Cuba issues conflicting statements on use of its citizens in Ukraine war

Protest against the U.S. economic embargo in Cuba, in Madrid

(Reuters) -Cuban Foreign Minister Bruno Rodriguez said on Thursday his country rejects the participation of its citizens as mercenaries in war, contradicting a statement by Cuba's ambassador in Moscow hours earlier saying his government did not oppose the legal participation of its citizens in Russia´s war in Ukraine.

The apparently conflicting statements follow Cuban state-run and foreign media reports suggesting that young Cuban men have enlisted in the Kremlin´s military in recent months as mercenaries and victims in alleged human trafficking schemes.

"The unequivocal and unswerving position of the Cuban government, in accordance with its national legislation, is contrary to the participation of Cuban citizens in conflicts of any sort and against mercenarism and trafficking in persons," Rodriguez said on social media.

Last week Cuban authorities said they had arrested 17 people on charges related to a ring of human traffickers that allegedly had lured young Cuban men to serve in the Russian military amid the Ukraine conflict.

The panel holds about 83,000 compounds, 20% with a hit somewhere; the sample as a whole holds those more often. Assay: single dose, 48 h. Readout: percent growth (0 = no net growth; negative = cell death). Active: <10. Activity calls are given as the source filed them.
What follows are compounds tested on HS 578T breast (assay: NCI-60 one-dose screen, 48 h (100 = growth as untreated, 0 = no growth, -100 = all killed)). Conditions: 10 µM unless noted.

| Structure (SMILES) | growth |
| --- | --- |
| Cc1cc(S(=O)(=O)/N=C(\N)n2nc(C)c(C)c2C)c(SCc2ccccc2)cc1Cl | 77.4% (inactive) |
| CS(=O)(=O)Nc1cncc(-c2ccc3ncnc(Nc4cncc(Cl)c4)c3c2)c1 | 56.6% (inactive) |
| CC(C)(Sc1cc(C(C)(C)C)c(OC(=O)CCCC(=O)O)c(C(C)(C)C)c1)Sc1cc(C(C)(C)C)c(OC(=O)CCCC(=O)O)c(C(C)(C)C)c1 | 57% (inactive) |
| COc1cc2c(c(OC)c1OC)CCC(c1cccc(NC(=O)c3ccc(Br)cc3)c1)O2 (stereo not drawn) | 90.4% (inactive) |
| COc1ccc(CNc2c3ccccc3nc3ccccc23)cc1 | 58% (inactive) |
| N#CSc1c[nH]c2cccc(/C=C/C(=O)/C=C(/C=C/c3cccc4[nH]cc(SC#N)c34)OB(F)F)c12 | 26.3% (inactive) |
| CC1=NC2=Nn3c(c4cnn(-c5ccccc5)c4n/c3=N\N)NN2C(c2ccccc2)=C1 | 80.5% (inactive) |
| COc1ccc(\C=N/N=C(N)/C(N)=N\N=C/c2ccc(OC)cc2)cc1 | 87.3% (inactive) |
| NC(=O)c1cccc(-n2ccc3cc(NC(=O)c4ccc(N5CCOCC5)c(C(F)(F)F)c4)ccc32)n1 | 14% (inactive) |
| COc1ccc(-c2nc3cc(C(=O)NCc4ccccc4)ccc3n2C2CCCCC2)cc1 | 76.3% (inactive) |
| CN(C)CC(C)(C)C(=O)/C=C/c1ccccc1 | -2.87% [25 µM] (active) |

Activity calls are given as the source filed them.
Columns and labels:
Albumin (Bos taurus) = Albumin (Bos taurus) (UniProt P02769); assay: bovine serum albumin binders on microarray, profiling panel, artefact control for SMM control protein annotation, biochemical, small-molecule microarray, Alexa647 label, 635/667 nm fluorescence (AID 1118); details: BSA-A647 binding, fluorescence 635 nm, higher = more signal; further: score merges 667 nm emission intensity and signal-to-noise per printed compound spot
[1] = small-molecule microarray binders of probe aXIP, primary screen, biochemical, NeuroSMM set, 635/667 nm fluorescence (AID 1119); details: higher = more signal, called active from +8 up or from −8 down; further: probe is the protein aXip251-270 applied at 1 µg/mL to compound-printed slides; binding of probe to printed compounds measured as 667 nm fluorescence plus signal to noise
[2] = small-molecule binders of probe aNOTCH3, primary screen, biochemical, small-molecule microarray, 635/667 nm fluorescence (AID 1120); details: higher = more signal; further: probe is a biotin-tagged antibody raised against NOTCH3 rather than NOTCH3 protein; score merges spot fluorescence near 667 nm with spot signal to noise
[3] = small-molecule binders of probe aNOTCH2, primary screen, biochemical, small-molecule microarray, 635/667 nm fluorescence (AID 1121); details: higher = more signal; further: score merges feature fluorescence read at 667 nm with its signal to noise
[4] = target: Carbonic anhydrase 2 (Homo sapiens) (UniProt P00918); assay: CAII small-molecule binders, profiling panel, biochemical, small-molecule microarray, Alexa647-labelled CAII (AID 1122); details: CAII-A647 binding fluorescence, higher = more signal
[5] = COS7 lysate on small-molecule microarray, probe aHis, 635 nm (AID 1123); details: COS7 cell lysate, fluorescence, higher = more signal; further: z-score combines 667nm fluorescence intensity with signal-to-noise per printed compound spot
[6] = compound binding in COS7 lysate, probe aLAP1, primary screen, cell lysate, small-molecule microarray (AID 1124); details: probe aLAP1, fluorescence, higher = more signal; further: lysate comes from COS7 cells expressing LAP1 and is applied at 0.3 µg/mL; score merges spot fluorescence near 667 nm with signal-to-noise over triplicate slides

Cuban authorities said those fighting for hire as mercenaries or involved in trafficking could face long prison sentences or even the death penalty, depending on the severity of the crime.

Cuba´s top diplomat in Moscow, Julio Antonio Garmendia Pena, told Russia´s state-run RIA news agency hours earlier on Thursday that those arrested in Cuba, all Cuban citizens, had been engaged in illegal activities and had broken the law.

"We have nothing against Cubans who just want to sign a contract and legally take part with the Russian army in this operation. But we are against illegality and these operations that have nothing to do with the legal field," RIA quoted the ambassador as saying.

Cuba did not respond to Reuters inquiry regarding the apparently contradictory statements.

Cuba's foreign ministry said last week the human trafficking network that authorities were now working to "neutralise and dismantle" had operated from Russia "to incorporate Cuban citizens living there, and even some from Cuba, into the military forces participating in war operations in Ukraine".

Russia's defence ministry did not respond to a Reuters request for comment on the matter.

Russia, which has strong political ties with communist-run Cuba, has long been an important destination for Cuban migrants seeking to escape economic stagnation at home.

Russian President Vladimir Putin last year signed a decree allowing foreigners signing up for service in the Russian army to receive citizenship via a fast-track procedure.

Cuba has denied any involvement in the war in Ukraine.

(Reporting by Maxim Rodionov; additional reporting by Dave Sherwood in HavanaEditing by Gareth Jones and Leslie Adler)